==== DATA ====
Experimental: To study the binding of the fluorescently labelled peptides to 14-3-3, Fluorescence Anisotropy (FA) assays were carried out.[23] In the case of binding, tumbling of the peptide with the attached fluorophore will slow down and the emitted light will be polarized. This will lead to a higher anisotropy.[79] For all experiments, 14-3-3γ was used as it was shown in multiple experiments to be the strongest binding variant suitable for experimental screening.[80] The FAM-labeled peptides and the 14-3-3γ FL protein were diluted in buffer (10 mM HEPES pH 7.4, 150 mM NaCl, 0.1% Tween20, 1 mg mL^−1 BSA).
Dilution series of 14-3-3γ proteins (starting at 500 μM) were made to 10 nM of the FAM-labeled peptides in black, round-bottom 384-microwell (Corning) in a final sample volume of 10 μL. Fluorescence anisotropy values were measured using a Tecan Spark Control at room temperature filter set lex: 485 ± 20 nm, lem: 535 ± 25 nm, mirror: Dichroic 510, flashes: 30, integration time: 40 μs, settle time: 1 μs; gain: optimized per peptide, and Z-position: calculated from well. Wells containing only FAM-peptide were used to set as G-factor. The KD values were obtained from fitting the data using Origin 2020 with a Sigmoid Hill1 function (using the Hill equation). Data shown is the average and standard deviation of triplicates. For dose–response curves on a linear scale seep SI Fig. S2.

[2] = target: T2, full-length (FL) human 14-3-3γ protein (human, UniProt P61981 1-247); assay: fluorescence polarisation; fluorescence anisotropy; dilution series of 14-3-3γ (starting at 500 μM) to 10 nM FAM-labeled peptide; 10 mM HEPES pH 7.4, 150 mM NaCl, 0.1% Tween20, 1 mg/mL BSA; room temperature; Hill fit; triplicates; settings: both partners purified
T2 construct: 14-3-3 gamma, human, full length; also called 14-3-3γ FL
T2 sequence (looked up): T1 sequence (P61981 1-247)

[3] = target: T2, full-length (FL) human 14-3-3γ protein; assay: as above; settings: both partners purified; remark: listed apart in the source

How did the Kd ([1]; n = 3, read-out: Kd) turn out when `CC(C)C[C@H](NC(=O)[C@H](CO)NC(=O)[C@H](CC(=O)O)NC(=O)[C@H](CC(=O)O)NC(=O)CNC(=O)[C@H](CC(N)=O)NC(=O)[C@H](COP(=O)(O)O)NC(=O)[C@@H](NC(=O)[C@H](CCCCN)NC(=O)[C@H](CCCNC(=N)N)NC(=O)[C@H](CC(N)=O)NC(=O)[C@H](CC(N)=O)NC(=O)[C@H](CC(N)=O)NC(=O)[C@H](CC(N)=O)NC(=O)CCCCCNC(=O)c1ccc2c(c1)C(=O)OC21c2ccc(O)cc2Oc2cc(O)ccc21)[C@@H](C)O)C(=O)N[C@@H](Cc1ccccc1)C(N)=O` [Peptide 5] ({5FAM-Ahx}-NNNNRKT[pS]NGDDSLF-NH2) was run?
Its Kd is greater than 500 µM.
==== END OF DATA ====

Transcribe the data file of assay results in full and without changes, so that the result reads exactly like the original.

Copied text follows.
Experimental: To study the binding of the fluorescently labelled peptides to 14-3-3, Fluorescence Anisotropy (FA) assays were carried out.[23] In the case of binding, tumbling of the peptide with the attached fluorophore will slow down and the emitted light will be polarized. This will lead to a higher anisotropy.[79] For all experiments, 14-3-3γ was used as it was shown in multiple experiments to be the strongest binding variant suitable for experimental screening.[80] The FAM-labeled peptides and the 14-3-3γ FL protein were diluted in buffer (10 mM HEPES pH 7.4, 150 mM NaCl, 0.1% Tween20, 1 mg mL^−1 BSA).
Dilution series of 14-3-3γ proteins (starting at 500 μM) were made to 10 nM of the FAM-labeled peptides in black, round-bottom 384-microwell (Corning) in a final sample volume of 10 μL. Fluorescence anisotropy values were measured using a Tecan Spark Control at room temperature filter set lex: 485 ± 20 nm, lem: 535 ± 25 nm, mirror: Dichroic 510, flashes: 30, integration time: 40 μs, settle time: 1 μs; gain: optimized per peptide, and Z-position: calculated from well. Wells containing only FAM-peptide were used to set as G-factor. The KD values were obtained from fitting the data using Origin 2020 with a Sigmoid Hill1 function (using the Hill equation). Data shown is the average and standard deviation of triplicates. For dose–response curves on a linear scale seep SI Fig. S2.

[2] = target: T2, full-length (FL) human 14-3-3γ protein (human, UniProt P61981 1-247); assay: fluorescence polarisation; fluorescence anisotropy; dilution series of 14-3-3γ (starting at 500 μM) to 10 nM FAM-labeled peptide; 10 mM HEPES pH 7.4, 150 mM NaCl, 0.1% Tween20, 1 mg/mL BSA; room temperature; Hill fit; triplicates; settings: both partners purified
T2 construct: 14-3-3 gamma, human, full length; also called 14-3-3γ FL
T2 sequence (looked up): T1 sequence (P61981 1-247)

[3] = target: T2, full-length (FL) human 14-3-3γ protein; assay: as above; settings: both partners purified; remark: listed apart in the source

How did the Kd ([1]; n = 3, read-out: Kd) turn out when `CC(C)C[C@H](NC(=O)[C@H](CO)NC(=O)[C@H](CC(=O)O)NC(=O)[C@H](CC(=O)O)NC(=O)CNC(=O)[C@H](CC(N)=O)NC(=O)[C@H](COP(=O)(O)O)NC(=O)[C@@H](NC(=O)[C@H](CCCCN)NC(=O)[C@H](CCCNC(=N)N)NC(=O)[C@H](CC(N)=O)NC(=O)[C@H](CC(N)=O)NC(=O)[C@H](CC(N)=O)NC(=O)[C@H](CC(N)=O)NC(=O)CCCCCNC(=O)c1ccc2c(c1)C(=O)OC21c2ccc(O)cc2Oc2cc(O)ccc21)[C@@H](C)O)C(=O)N[C@@H](Cc1ccccc1)C(N)=O` [Peptide 5] ({5FAM-Ahx}-NNNNRKT[pS]NGDDSLF-NH2) was run?
Its Kd is greater than 500 µM.